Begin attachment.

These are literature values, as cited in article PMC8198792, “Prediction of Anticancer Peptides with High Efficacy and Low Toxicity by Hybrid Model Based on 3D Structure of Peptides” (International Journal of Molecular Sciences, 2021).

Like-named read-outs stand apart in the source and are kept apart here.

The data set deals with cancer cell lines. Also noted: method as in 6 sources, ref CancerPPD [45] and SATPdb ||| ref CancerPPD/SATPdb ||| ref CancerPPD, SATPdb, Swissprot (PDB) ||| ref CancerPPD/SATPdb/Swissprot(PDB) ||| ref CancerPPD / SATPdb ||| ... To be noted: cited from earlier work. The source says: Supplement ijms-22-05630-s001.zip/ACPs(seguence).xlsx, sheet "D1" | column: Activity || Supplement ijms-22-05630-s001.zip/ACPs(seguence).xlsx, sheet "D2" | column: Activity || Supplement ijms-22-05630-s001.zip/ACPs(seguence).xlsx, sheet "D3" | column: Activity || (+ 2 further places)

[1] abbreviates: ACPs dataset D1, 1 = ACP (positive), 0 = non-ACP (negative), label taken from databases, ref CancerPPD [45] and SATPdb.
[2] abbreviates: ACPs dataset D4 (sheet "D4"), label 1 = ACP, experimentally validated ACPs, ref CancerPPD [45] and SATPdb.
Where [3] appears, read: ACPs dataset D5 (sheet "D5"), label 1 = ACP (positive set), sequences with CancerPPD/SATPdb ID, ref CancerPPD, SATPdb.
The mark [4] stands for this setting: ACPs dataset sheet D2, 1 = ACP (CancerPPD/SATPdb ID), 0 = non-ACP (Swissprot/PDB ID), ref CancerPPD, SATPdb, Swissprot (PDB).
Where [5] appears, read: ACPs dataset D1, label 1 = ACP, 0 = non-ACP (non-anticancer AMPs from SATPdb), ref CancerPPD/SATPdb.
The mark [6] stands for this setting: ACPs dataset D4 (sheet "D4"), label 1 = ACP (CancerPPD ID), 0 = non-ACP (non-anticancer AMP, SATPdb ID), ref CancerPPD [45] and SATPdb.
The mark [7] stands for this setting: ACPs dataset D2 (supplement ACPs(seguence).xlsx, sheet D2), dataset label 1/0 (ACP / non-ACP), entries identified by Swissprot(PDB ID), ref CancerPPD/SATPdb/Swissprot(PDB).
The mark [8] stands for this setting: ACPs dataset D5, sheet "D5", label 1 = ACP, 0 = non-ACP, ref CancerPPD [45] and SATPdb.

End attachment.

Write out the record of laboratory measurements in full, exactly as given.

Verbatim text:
These are literature values, as cited in article PMC8198792, “Prediction of Anticancer Peptides with High Efficacy and Low Toxicity by Hybrid Model Based on 3D Structure of Peptides” (International Journal of Molecular Sciences, 2021).

Like-named read-outs stand apart in the source and are kept apart here.

The data set deals with cancer cell lines. Also noted: method as in 6 sources, ref CancerPPD [45] and SATPdb ||| ref CancerPPD/SATPdb ||| ref CancerPPD, SATPdb, Swissprot (PDB) ||| ref CancerPPD/SATPdb/Swissprot(PDB) ||| ref CancerPPD / SATPdb ||| ... To be noted: cited from earlier work. The source says: Supplement ijms-22-05630-s001.zip/ACPs(seguence).xlsx, sheet "D1" | column: Activity || Supplement ijms-22-05630-s001.zip/ACPs(seguence).xlsx, sheet "D2" | column: Activity || Supplement ijms-22-05630-s001.zip/ACPs(seguence).xlsx, sheet "D3" | column: Activity || (+ 2 further places)

[1] abbreviates: ACPs dataset D1, 1 = ACP (positive), 0 = non-ACP (negative), label taken from databases, ref CancerPPD [45] and SATPdb.
[2] abbreviates: ACPs dataset D4 (sheet "D4"), label 1 = ACP, experimentally validated ACPs, ref CancerPPD [45] and SATPdb.
Where [3] appears, read: ACPs dataset D5 (sheet "D5"), label 1 = ACP (positive set), sequences with CancerPPD/SATPdb ID, ref CancerPPD, SATPdb.
The mark [4] stands for this setting: ACPs dataset sheet D2, 1 = ACP (CancerPPD/SATPdb ID), 0 = non-ACP (Swissprot/PDB ID), ref CancerPPD, SATPdb, Swissprot (PDB).
Where [5] appears, read: ACPs dataset D1, label 1 = ACP, 0 = non-ACP (non-anticancer AMPs from SATPdb), ref CancerPPD/SATPdb.
The mark [6] stands for this setting: ACPs dataset D4 (sheet "D4"), label 1 = ACP (CancerPPD ID), 0 = non-ACP (non-anticancer AMP, SATPdb ID), ref CancerPPD [45] and SATPdb.
The mark [7] stands for this setting: ACPs dataset D2 (supplement ACPs(seguence).xlsx, sheet D2), dataset label 1/0 (ACP / non-ACP), entries identified by Swissprot(PDB ID), ref CancerPPD/SATPdb/Swissprot(PDB).
The mark [8] stands for this setting: ACPs dataset D5, sheet "D5", label 1 = ACP, 0 = non-ACP, ref CancerPPD [45] and SATPdb.